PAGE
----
Time Restricted Eating

Beyond Borders

Peacock
Gold Member
Dulceácido said:
Sucks no morning coffee before going on a run (unless you wanna eat dinner at 3 pm)... And no herbal teas at night (unless you don't want to eat breakfast for 15 hours).

Military people could never pull this off--at work by 7 am and don't get off work until 4 pm or later--There's 9 hours right there. You figure, your morning routine, commute both ways, depending on where you live, and this would be impossible unless your first meal was at lunch time, but damn that'd be hard after morning PT when you're starving to death.

Not trying to attack you here, but I just couldn't let this slip by. I think it's important to point out that there's always a "reason" why fasting is "too hard." Same goes for other things that seem difficult at the surface level. Military guys are not so different as other people in their ability to generate said excuses if it regards a practice not already ingrained in their unique culture.

General Stanley McChrystal, in contrast, is well-known for eating one meal a day over years and years and years to maintain his energy levels and a physique that his men will respect (see interviews of him by Ferriss). He's inspired other men in his ranks to do the same, and I'm sure plenty other military men at all levels and vocations have engaged in intermittent fasting, long fasts, and other generally difficult things regardless of their schedules. Many elite soldiers throughout history have pushed the boundaries of human performance and set the bar for the rest of us, as I'm sure doesn't need much saying.

Also, there are plenty of non-military guys who work all day, have morning routines and commutes and rigid schedules, etc, and do "PT" in the morning fasted and still don't eat until noon or later. I've been one of them. Hell, before I left the states this winter, I was essentially doing PT twice before eating my first meal around noon (though at the time time I knew nothing about coffee starting the digestive processes). It really wasn't that tough once I got in the swing, as with most things.

One thing that did really prove to be a bit too much for me was doing a 10-day full-on fast while continuing to hit the gym and also practicing with (helping coach) the local high school wrestling team. That sapped the energy more than I wanted and made it tough to be there a hundred percent in practice for the kids. In the end, I decided against my original goal of 20 days and cut it in half. But your body will adjust to IF (and likely time restricted eating) quick and a morning workout won't mess with you much - because you are still taking in plenty of energy to carry you through.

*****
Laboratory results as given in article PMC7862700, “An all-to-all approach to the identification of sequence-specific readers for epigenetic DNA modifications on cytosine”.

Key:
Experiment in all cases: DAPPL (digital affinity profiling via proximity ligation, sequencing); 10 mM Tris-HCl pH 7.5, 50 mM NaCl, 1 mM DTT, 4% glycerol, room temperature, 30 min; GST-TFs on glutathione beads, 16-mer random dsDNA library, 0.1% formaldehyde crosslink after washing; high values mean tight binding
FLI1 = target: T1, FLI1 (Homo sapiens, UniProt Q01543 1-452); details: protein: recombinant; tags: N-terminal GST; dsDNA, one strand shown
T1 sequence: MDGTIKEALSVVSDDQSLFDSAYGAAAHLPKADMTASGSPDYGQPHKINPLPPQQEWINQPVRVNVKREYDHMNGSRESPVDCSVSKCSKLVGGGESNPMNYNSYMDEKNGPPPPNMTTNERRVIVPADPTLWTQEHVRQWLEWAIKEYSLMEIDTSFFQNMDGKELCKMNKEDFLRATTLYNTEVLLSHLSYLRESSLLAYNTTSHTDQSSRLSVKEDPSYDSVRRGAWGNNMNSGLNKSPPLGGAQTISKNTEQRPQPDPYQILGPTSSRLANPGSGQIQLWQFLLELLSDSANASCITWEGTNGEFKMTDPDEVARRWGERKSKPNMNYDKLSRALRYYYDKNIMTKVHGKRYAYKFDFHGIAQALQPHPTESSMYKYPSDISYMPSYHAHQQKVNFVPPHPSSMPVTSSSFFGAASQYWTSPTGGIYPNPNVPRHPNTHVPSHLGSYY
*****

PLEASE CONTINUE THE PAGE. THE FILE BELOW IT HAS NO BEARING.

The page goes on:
Sometimes certain ideas are just not up our alley, and there's nothing wrong with that. Sometimes we just aren't interested.

But you have to be careful of the rationalizations you make to yourself about why you can't do things - or, more accurately, why you choose to not do things. I believe when you justify with reasons why you "can't" that don't really hold up to close scrutiny, you train your brain to more readily look for the easy passes in all areas of life when you come across challenging practices that could really benefit you. If there are others out there doing it under similar circumstances, chances are that with a little acclimation, so could you.
 

xmlenigma

Pelican
Beyond Borders said:
Some posters seem to be replying to the thread without watching the video....

This actually has some very core differences to intermittent fasting. It's not a small difference like it may seem - the seemingly small difference IS the entire theory and a way to get a huge benefit with a tiny tweak in what you may be doing already. Not to mention it may very well explain why some of you have tried IF and found it "wasn't for you."

The assumption that this is just another video about IF is an easy mistake, but posters should watch it before making more generic replies. Some of you obviously watched it so I'm not taking to all of you, but it's clear who didn't bother. We're better than this, Boys. ;)

Thanks, Cr33pin. Good share and I'm going to try it starting tomorrow.

Yes BB. It IF is like a subset after effect of "Correctly Timed Eating + Complete cycle of Digestion Process + Gap till HUNGER/ Digestive fire is back at FULL"

One would spoil the benefits of the IF, if they did not give Give GAPS between Meals in their Feeding Period..

Example it looks like this..

Daily-dosha-timings-and-actions-1024x749.png
 

sterling_archer

Hummingbird
So the time restricted eating is combination of particular window of eating in sync with natural rhythm? What is then IF in relation to that, simply eating at whatever window you choose and rest of day you are fasting and you are not in sync with natural rhythm?
 

xmlenigma

Pelican
sterling_archer said:
So the time restricted eating is combination of particular window of eating in sync with natural rhythm? What is then IF in relation to that, simply eating at whatever window you choose and rest of day you are fasting and you are not in sync with natural rhythm?

Underlying fundamentals..

Our body thrives on absorbing energy and eliminating toxins..

1 - Breath - Breathing.. 24/7 - Respiratory system
2 - Water & food - Digestive System